• Only defer freeing of a resource after checking that it was successfully allocated.
• It’s common to see a deferred Close such as this:

if file, err = os.Open(fileName); err != nil { return err }
defer file.Close()


The problem with this code is that it ignores the error-return value from Close(). Generally, it should be written like this:

if file, err := os.Open(fileName); err != nil { return err }
defer func() {
if err = file.Close(); err != nil { return err }
}


Multiple Return Values

A function in Go can return more than one value. I believe that a reason, probably the main reason, this was added to the language is to allow a function to return a value and an error condition without resorting to C's in-band signalling due to the problems discussed above (especially problem 3).

Go forces you to explicitly say you are ignoring an error by using the blank identifier (a single underscore).  For example:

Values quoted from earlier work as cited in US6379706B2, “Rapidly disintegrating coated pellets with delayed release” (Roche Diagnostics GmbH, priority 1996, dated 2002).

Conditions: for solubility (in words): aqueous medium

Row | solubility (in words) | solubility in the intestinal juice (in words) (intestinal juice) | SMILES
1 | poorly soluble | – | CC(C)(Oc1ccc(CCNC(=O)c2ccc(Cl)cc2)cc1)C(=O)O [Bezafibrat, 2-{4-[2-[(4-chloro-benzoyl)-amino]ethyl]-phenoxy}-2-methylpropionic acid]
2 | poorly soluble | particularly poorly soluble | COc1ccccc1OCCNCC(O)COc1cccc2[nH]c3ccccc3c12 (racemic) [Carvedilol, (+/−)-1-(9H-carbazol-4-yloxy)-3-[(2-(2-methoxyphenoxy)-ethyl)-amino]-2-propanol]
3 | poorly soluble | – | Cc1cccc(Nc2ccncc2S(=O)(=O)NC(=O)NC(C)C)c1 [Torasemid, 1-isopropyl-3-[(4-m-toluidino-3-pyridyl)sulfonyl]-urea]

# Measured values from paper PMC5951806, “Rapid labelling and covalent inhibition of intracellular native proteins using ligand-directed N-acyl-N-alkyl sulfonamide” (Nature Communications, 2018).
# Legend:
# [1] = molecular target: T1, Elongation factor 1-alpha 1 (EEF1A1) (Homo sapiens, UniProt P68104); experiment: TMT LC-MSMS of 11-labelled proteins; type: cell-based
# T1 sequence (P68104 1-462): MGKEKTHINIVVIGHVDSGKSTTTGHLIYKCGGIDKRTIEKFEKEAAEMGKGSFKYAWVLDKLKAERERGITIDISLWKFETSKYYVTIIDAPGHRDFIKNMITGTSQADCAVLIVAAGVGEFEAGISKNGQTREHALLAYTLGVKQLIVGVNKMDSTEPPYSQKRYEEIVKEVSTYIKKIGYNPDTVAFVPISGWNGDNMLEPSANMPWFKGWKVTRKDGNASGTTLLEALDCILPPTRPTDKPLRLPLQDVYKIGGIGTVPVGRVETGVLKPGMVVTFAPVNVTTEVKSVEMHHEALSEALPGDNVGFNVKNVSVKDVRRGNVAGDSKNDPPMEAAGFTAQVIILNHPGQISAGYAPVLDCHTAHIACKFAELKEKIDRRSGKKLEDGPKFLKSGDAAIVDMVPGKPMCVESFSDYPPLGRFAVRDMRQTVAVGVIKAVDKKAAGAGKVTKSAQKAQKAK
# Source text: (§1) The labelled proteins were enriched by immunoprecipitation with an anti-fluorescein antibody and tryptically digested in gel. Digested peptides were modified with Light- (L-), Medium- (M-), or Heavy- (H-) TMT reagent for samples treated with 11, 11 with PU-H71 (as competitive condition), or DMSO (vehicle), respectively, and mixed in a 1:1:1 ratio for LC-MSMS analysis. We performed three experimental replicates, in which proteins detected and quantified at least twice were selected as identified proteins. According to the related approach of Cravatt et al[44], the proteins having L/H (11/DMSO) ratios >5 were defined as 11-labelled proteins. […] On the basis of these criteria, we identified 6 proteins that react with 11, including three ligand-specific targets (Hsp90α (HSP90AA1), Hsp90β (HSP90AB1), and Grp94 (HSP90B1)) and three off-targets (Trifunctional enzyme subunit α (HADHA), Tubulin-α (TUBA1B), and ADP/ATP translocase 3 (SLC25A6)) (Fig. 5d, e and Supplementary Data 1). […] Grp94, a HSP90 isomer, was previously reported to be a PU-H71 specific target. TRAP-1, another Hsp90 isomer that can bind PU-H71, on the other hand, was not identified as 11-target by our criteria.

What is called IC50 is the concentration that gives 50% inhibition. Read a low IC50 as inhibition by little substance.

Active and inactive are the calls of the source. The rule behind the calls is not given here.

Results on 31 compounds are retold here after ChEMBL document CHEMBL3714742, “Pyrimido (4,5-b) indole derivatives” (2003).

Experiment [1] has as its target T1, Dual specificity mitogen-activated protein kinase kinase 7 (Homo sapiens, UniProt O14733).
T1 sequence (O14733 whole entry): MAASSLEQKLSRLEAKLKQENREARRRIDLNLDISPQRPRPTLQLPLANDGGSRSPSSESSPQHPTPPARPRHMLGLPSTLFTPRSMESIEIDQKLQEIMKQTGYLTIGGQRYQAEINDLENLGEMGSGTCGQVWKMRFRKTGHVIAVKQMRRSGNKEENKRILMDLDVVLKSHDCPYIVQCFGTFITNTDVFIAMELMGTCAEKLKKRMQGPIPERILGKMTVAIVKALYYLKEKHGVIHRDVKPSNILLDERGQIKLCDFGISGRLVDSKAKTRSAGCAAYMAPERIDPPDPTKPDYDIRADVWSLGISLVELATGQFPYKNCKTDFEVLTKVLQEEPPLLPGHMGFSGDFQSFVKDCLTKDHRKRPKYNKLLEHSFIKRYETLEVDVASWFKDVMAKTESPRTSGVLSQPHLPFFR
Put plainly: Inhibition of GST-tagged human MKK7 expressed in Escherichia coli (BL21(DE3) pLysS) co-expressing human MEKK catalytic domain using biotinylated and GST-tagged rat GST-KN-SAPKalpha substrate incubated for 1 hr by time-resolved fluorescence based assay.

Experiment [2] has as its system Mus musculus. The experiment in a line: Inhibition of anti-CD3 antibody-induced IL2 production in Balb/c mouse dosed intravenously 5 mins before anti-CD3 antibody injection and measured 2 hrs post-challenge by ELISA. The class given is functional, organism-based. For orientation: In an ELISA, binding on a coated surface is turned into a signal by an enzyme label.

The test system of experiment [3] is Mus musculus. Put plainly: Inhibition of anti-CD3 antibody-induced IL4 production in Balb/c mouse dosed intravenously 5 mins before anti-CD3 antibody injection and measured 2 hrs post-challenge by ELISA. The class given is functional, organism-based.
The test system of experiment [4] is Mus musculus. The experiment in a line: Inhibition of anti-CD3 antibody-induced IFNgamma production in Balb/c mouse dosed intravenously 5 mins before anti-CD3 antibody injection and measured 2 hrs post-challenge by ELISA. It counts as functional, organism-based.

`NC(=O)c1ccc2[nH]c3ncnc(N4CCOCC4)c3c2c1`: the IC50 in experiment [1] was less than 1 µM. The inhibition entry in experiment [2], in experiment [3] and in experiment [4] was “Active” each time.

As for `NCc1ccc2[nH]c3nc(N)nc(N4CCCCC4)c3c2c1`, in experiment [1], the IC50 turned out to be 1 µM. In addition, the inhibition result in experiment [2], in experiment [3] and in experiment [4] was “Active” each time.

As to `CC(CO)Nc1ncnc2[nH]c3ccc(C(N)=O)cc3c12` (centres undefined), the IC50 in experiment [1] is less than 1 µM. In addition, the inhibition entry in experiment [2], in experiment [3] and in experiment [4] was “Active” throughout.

i,  _  := strconv.Atoi(str)

which converts a string into an integer. In this case if there is an error during the conversion then it is ignored, and i retains the zero value. However, there are some problems with this system.

First, even if you know an error will not occur, you cannot use the return value in an expression.  I often want to use the return value of strconv.Atoi() in an expression knowing that the string represents a valid integer (or just being happy with a zero value, if not).  It is tedious and error-prone to have to assign the return value to a temporary variable, which is why I usually wrap Atoi() in my own function which returns a single value.

A bigger problem is that you can ignore easily ignore an error return value when you are not interested in any of the the returned values. It is all too common to see Go code that ignores the error return value of functions like os.file.Close().

For example, this generates a compile error:

file := os.Open(fileName)   // compile error: multiple-value in single-value context

If you know the error will not occur, in a particular circumstance, then you can explicitly state that you do not want to use the error-return value like this: